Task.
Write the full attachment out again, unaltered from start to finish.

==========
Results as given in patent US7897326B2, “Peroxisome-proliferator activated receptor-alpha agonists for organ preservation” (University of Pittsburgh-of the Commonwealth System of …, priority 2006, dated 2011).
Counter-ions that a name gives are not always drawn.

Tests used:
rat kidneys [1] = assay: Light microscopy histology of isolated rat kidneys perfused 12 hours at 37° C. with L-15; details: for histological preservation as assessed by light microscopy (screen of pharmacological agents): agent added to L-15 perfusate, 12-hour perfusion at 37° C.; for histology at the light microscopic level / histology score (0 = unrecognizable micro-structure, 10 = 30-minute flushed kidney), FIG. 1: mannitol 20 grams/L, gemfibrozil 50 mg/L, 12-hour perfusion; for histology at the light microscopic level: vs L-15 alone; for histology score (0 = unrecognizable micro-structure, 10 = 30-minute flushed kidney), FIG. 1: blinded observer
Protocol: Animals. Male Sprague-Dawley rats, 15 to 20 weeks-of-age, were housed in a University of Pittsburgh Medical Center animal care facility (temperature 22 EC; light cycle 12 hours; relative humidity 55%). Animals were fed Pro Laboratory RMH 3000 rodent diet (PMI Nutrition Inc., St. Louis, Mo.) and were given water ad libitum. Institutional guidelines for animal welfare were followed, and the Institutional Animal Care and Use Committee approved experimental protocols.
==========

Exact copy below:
Results as given in patent US7897326B2, “Peroxisome-proliferator activated receptor-alpha agonists for organ preservation” (University of Pittsburgh-of the Commonwealth System of …, priority 2006, dated 2011).
Counter-ions that a name gives are not always drawn.

Tests used:
rat kidneys [1] = assay: Light microscopy histology of isolated rat kidneys perfused 12 hours at 37° C. with L-15; details: for histological preservation as assessed by light microscopy (screen of pharmacological agents): agent added to L-15 perfusate, 12-hour perfusion at 37° C.; for histology at the light microscopic level / histology score (0 = unrecognizable micro-structure, 10 = 30-minute flushed kidney), FIG. 1: mannitol 20 grams/L, gemfibrozil 50 mg/L, 12-hour perfusion; for histology at the light microscopic level: vs L-15 alone; for histology score (0 = unrecognizable micro-structure, 10 = 30-minute flushed kidney), FIG. 1: blinded observer
Protocol: Animals. Male Sprague-Dawley rats, 15 to 20 weeks-of-age, were housed in a University of Pittsburgh Medical Center animal care facility (temperature 22 EC; light cycle 12 hours; relative humidity 55%). Animals were fed Pro Laboratory RMH 3000 rodent diet (PMI Nutrition Inc., St. Louis, Mo.) and were given water ad libitum. Institutional guidelines for animal welfare were followed, and the Institutional Animal Care and Use Committee approved experimental protocols.